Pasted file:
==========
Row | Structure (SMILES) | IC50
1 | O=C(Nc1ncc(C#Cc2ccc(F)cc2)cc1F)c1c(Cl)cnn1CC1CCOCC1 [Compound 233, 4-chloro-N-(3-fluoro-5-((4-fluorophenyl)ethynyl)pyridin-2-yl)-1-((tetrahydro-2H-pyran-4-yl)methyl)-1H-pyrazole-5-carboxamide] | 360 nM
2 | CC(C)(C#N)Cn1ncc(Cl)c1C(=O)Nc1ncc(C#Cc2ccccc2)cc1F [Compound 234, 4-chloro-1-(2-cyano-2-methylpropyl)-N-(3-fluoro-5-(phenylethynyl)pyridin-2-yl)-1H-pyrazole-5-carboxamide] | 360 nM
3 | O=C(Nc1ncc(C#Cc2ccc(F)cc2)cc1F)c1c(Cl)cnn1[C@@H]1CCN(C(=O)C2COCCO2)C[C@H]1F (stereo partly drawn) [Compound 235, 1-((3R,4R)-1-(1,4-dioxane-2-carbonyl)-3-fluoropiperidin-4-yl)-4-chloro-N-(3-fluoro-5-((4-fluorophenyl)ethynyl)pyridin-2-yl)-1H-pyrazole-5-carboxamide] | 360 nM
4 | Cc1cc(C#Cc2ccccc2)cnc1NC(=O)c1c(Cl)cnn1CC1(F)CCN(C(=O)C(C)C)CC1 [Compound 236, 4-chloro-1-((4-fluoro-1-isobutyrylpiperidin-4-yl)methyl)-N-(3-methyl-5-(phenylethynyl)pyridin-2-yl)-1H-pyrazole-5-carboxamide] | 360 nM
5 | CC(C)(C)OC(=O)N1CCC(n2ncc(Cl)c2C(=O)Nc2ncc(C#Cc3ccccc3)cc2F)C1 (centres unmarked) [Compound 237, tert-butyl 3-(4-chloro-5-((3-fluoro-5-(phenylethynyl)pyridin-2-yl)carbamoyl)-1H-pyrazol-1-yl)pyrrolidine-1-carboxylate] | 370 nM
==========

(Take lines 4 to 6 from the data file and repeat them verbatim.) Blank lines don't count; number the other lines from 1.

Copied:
3 | O=C(Nc1ncc(C#Cc2ccc(F)cc2)cc1F)c1c(Cl)cnn1[C@@H]1CCN(C(=O)C2COCCO2)C[C@H]1F (stereo partly drawn) [Compound 235, 1-((3R,4R)-1-(1,4-dioxane-2-carbonyl)-3-fluoropiperidin-4-yl)-4-chloro-N-(3-fluoro-5-((4-fluorophenyl)ethynyl)pyridin-2-yl)-1H-pyrazole-5-carboxamide] | 360 nM
4 | Cc1cc(C#Cc2ccccc2)cnc1NC(=O)c1c(Cl)cnn1CC1(F)CCN(C(=O)C(C)C)CC1 [Compound 236, 4-chloro-1-((4-fluoro-1-isobutyrylpiperidin-4-yl)methyl)-N-(3-methyl-5-(phenylethynyl)pyridin-2-yl)-1H-pyrazole-5-carboxamide] | 360 nM
5 | CC(C)(C)OC(=O)N1CCC(n2ncc(Cl)c2C(=O)Nc2ncc(C#Cc3ccccc3)cc2F)C1 (centres unmarked) [Compound 237, tert-butyl 3-(4-chloro-5-((3-fluoro-5-(phenylethynyl)pyridin-2-yl)carbamoyl)-1H-pyrazol-1-yl)pyrrolidine-1-carboxylate] | 370 nM